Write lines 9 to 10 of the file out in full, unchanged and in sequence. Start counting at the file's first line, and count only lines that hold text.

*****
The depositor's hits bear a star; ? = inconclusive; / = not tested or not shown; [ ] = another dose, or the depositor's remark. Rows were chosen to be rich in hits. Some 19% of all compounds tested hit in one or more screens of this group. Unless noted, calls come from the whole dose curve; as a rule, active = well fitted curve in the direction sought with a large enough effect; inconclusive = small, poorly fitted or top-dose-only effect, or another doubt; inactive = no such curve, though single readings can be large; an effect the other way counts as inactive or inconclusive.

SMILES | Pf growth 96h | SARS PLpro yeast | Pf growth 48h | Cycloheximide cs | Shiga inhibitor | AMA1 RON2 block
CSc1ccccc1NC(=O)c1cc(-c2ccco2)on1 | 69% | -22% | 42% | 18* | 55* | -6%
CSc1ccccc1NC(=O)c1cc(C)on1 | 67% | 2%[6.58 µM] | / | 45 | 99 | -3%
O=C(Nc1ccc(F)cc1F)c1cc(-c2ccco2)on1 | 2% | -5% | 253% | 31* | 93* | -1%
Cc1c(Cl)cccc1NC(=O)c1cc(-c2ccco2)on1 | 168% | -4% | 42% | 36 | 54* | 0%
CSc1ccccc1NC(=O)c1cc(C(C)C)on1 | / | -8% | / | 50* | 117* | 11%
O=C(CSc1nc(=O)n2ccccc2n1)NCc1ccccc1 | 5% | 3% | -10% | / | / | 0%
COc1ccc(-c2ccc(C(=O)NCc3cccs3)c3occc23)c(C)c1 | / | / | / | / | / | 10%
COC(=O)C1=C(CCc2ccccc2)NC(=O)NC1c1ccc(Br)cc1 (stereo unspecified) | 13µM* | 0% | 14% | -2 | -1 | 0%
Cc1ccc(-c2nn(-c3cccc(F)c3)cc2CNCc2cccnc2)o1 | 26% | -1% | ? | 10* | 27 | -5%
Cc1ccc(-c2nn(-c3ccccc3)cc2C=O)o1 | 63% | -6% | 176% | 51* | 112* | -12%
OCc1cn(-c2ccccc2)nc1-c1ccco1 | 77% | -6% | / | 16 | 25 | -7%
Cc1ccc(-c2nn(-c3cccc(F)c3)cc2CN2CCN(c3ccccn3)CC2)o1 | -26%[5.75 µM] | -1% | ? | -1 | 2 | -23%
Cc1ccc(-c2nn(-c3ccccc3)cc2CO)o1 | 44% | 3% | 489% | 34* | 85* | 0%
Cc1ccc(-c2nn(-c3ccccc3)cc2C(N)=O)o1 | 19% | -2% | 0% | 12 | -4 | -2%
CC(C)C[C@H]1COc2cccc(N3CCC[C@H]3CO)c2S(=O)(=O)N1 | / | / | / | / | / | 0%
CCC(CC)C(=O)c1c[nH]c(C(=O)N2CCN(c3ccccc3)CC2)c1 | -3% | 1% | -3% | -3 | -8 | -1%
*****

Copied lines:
COc1ccc(-c2ccc(C(=O)NCc3cccs3)c3occc23)c(C)c1 | / | / | / | / | / | 10%
COC(=O)C1=C(CCc2ccccc2)NC(=O)NC1c1ccc(Br)cc1 (stereo unspecified) | 13µM* | 0% | 14% | -2 | -1 | 0%